A 2021 cost effectiveness model paints a compelling picture. It suggests that targeting the impacts of systemic racism is actually the most effective way to prevent HIV and improve health for the entire community, across all racial and ethnic groups.
The researchers set out to compare the effectiveness of different strategies for investing funding to scale up HIV prevention and care services.
“No amount of marketing or individually focused interventions can overcome the failures of systems that don’t reach or serve marginalised people.”
The first approach tested was to increase funding and scale up HIV services in proportion to existing service levels, meaning that groups already receiving a higher level of services would benefit most. The second approach was to use the racial and ethnic distribution of new HIV diagnoses to direct allocation of HIV prevention and care funding.
The model showed that the second approach would drastically reduce HIV-related health inequities experienced by racial and ethnic minorities. This equity approach would also prevent more new HIV infections and lead to greater quality of life improvements for all racial and ethnic groups and put national goals to end HIV within reach.
Further, the model predicted that it was the most effective and efficient use of resources. Equity in funding was predicted to have a lower incremental cost than scaling up services from existing levels across the board.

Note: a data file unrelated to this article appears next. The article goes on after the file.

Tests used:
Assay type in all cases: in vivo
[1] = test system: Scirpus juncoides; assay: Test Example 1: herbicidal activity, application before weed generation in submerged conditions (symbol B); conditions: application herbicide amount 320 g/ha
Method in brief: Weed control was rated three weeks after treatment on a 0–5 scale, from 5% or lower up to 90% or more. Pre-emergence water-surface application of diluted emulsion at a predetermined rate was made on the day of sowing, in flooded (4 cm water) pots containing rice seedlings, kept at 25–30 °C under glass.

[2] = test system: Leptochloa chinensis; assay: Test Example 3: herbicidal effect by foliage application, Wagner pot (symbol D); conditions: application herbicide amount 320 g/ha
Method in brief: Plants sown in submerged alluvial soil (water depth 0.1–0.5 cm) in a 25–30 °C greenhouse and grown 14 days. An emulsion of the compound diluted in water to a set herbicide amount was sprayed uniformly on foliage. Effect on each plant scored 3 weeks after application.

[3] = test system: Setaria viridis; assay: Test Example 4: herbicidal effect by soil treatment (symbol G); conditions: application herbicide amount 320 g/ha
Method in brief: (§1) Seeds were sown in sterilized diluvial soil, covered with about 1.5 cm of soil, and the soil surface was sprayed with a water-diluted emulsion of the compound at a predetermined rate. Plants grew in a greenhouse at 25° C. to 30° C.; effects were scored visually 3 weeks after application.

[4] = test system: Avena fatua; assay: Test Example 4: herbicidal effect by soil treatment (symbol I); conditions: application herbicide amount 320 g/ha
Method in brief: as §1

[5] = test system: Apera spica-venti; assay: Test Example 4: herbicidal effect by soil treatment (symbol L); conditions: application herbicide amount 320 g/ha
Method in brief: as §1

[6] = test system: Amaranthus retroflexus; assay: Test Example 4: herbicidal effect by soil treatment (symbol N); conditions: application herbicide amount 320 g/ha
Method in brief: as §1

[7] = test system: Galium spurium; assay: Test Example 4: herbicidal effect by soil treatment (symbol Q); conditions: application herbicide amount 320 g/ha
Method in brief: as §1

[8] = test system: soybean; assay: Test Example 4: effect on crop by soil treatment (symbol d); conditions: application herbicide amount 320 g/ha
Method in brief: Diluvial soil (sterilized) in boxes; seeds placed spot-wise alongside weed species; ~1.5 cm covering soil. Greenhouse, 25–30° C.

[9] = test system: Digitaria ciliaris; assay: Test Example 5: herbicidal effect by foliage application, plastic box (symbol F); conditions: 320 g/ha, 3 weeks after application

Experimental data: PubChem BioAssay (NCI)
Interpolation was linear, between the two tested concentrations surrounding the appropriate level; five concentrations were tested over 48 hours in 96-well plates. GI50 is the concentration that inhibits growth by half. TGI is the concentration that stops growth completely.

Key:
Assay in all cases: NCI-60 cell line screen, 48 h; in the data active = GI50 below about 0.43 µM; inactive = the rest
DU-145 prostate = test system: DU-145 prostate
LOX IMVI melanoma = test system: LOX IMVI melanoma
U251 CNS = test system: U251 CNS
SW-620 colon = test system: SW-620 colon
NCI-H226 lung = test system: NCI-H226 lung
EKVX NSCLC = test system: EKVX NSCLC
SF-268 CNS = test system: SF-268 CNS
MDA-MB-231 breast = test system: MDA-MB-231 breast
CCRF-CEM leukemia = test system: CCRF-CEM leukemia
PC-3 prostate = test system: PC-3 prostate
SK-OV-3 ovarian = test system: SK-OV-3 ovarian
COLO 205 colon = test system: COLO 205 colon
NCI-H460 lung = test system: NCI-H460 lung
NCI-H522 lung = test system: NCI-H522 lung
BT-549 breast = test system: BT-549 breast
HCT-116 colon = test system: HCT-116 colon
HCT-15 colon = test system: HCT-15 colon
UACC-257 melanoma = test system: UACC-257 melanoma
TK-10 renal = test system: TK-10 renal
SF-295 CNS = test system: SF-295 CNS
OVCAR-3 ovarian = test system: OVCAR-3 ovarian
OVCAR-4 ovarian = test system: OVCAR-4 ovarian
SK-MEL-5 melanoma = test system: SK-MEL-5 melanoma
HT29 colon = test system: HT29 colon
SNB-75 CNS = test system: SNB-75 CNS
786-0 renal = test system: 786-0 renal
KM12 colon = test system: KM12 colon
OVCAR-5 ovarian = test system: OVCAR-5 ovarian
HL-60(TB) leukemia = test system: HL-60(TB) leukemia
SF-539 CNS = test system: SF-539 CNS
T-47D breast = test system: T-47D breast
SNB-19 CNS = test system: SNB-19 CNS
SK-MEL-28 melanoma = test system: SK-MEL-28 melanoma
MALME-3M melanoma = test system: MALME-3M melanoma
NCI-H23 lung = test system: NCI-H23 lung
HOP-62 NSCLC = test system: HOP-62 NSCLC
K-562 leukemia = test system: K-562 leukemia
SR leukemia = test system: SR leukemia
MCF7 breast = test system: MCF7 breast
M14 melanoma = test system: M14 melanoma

In some cases, equitable investments in service expansion represented cost savings even compared to the status quo of no service expansion. Overall, predicted cost savings in six different cities ranged from $23 to $245 million over a 10-year period.
Systemic racism is larger than any single person, policy, or institution. Tackling this root cause of health inequities in and beyond HIV can feel daunting. Rather than being overwhelmed by the totality of the issues, health officials, policymakers, and other decision makers can direct attention and resources towards improving the systemic factors that they can influence.
Quality improvement efforts to increase coordination among health and social service providers or improve administrative policies are structural interventions that can and do make statistically significant improvements to the health and wellbeing of Black and Latino people living with HIV.
Even interventions that are not tailored to improve health in specific groups can help reduce racial and ethnic health disparities. Whether tailored or broad, all interventions should be developed with the meaningful involvement of the population of focus, and particular care should be taken to ensure that no group is underrepresented.
Using data to direct the allocation of funding for HIV prevention, care, and related services proportionate to the racial and ethnic distribution of HIV diagnoses is a structural approach that should reduce health inequities and new HIV diagnoses. There will be greater public health improvements for the whole community than if we maintain the status quo of service levels and funding proportions.
One thing is clear. Inaction by decision makers carries a dire price. If current trends continue, gay and bisexual Black men in the US will have a 50% chance of acquiring HIV in their lifetime, and those who do will have a life expectancy over six years shorter than their White peers.
Harrison S et al. Addressing racism's role in the US HIV epidemic: qualitative findings from three Ending the HIV Epidemic prevention projects. Journal of Acquired Immune Deficiency Syndromes 90: S46-S55, July 2022 (open access).
Rosen J et al. Communicative appeals and messaging frames in visual media for HIV pre-exposure prophylaxis promotion to cisgender and transgender women. Culture, Health & Sexuality. Published online ahead of print, 8 September 2022.
Goldhammer H et al. HIV care continuum interventions for Black men who have sex with men in the USA. The Lancet HIV 8: e776-e786, 2021.